Canada’s ‘Tax the Rich’ Plan Leaves Huge Debt Risk Intact

“Nothing related to the cost of the pandemic … will be reimbursed by the current generation. And that is very bold and risky,” said Don Drummond.

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OTTAWA – Prime Minister Justin Trudeau’s new government is set to impose higher taxes on Canadians, which will help fund some campaign promises, but are not broad enough to start paying off the country’s record debt levels, leaving Canada vulnerable to the next economic crisis. analysts say.

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This could be a risky strategy for the country, which racked up new debt at a faster rate than any of its Group of Seven peers during the pandemic. High indebtedness could limit Canada’s ability to manage long-term challenges that require massive government funding, such as the transition from a fossil fuel-dependent to a green economy.

A much higher debt-to-GDP ratio after the pandemic means that Canada has much less leeway to respond to the next crisis, be it economic, trade, climate or health-related, analysts say.

Essentially, Canada’s large debt burden “does not leave significant fiscal space to offset major new shocks,” said Kelli Bissett-Tom, director of sovereign ratings for the Americas at rating agency Fitch Ratings.

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Fitch has already stripped Canada of a triple A credit rating, but S&P Global Ratings and Moody’s Investors Service still give Canadian debt the highest rating.

Before his re-election last month, Canada’s liberals pledged $ 78 billion ($ 63.1 billion) in new spending over five years, about 4% of gross domestic product, partially offset by $ 25.5 billion. in new tax revenue during the same period, mainly directed at taxes. evasion, wealthy people, big banks and insurance companies.

The idea is to tap into those who best resisted the pandemic to pay for new expenses on everything from mental health care to school lunch programs. But those taxes won’t help pay off Canada’s record $ 1 trillion national debt, nor will they be enough to balance the budget.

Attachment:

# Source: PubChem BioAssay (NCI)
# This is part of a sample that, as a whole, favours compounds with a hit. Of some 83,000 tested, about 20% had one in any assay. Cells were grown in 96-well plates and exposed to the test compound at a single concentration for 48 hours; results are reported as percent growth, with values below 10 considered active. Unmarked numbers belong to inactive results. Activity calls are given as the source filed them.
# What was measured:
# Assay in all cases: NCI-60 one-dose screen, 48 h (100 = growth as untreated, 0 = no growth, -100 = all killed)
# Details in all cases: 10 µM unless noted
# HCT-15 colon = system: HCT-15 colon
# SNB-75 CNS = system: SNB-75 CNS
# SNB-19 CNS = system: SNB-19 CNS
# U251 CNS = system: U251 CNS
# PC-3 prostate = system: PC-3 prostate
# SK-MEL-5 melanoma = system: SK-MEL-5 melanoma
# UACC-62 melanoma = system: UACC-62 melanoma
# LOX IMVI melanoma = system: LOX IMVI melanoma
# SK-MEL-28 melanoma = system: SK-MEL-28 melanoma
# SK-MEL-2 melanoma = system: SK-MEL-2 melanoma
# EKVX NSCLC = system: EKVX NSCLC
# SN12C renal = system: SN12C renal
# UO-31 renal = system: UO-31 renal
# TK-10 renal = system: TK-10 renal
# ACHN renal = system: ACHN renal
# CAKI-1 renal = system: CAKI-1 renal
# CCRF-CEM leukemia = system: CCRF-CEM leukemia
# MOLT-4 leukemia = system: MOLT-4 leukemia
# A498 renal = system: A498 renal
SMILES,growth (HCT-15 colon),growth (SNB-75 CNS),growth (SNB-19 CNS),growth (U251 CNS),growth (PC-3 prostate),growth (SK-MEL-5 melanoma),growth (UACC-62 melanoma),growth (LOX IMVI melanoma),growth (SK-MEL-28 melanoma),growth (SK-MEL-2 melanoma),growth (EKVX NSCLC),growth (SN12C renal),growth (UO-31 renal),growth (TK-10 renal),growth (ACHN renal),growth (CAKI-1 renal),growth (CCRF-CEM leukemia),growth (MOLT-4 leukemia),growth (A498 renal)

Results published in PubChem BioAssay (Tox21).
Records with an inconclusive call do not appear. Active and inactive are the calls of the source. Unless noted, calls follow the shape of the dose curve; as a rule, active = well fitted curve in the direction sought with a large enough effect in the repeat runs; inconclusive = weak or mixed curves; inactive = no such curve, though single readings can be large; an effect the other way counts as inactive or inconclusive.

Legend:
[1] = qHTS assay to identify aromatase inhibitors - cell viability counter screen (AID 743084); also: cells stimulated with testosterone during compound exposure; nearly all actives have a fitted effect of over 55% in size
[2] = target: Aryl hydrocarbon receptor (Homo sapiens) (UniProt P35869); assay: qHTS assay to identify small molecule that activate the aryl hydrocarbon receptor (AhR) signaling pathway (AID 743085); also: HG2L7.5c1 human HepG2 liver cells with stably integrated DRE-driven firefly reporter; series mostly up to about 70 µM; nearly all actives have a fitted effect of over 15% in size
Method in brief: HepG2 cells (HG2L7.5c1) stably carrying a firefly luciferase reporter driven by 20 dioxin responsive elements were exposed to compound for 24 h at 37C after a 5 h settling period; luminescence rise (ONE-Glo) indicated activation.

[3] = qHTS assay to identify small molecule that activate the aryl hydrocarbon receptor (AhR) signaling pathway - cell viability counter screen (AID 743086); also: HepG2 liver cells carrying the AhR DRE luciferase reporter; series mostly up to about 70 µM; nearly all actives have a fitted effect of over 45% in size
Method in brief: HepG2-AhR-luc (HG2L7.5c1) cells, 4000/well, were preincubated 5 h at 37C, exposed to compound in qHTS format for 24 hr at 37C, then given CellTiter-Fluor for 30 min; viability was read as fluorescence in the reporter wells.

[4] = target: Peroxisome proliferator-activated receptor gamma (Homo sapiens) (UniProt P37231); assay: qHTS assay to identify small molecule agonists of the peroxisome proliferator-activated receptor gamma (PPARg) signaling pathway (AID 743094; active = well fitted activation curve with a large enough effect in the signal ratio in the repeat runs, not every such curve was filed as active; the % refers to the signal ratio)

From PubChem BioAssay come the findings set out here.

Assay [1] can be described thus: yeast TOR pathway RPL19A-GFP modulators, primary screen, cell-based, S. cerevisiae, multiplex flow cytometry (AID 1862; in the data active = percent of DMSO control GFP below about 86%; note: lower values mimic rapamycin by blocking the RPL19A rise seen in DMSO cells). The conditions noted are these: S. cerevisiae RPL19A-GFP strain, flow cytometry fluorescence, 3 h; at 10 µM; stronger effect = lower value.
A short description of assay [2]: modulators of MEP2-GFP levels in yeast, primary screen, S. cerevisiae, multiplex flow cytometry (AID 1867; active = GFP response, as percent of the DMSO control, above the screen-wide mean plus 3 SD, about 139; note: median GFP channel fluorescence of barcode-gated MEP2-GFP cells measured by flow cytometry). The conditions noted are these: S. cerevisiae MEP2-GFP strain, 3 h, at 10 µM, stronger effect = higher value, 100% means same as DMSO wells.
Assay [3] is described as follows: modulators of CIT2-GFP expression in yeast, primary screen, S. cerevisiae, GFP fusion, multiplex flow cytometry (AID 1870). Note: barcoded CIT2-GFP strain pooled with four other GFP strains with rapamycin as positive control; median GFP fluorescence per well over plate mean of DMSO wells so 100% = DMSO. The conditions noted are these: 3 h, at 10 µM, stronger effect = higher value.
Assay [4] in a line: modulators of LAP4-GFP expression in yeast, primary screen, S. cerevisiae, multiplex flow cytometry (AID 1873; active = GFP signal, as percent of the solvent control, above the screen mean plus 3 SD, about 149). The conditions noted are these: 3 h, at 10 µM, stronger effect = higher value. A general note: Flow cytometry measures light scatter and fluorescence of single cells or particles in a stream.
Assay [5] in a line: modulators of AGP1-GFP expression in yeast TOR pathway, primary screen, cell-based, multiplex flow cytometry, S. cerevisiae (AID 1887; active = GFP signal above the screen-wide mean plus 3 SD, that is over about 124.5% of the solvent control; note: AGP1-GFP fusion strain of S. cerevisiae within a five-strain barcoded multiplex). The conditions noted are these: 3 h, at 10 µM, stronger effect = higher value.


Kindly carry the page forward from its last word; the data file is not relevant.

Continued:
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This becomes risky because at some point the cost of maintaining that debt will rise, and a future government may need to cut services or raise taxes even further to address that burden, some economists warn.

“Nothing related to the cost of the pandemic… will be reimbursed by the current generation. And that’s very bold and risky, ”said Don Drummond, a Stauffer-Dunning fellow at Queen’s University.

Canada is not alone in looking to tax the rich to pay for the expense of the COVID-19 era. But countries like the UK are making an effort to start paying off debt as part of their new fiscal plans, and Western European nations are signaling that public debt levels will not rise forever.

Canada’s gross debt-to-GDP ratio rose 36% last year to 118% amid massive transfers of government aid to individuals and businesses, by far the largest increase from the G7 group of rich nations.

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That ratio, which includes all provincial and federal government debt, will drop to 113% by 2022, based on projections for economic growth rather than debt repayment.

Reducing Canada’s debt as part of the economy over time creates some kind of fiscal discipline, but that “fiscal anchor is bound to break in tough times,” economists at BMO Capital Markets said in a post-election note.

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The Trudeau Liberals did not win a majority in the Sept. 20 election and continue to rely on the New Left Democrats (NDP) to pass the legislation. That party could pressure the Liberals to spend more in exchange for their support.

Liberals have pledged to increase the corporate tax rate for large banks and insurers, as well as to introduce an additional payment from those same companies to help pay for the economic recovery. The government also plans to impose a minimum tax rule for people with higher incomes.

Trudeau’s liberals will need the support of at least one other party to pass any new legislation, such as changes to the tax laws. The NDP favors tax increases on big business and the very wealthy.

“We had a lot of fiscal space, a lot. And we use it a lot in the pandemic, ”said Dominique Lapointe, senior economist at Laurentian Bank, referring to the government’s record stimulus to support the economy.

“People are now worried because we use that fiscal space and we keep introducing new measures.”

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Reference-torontosun.com

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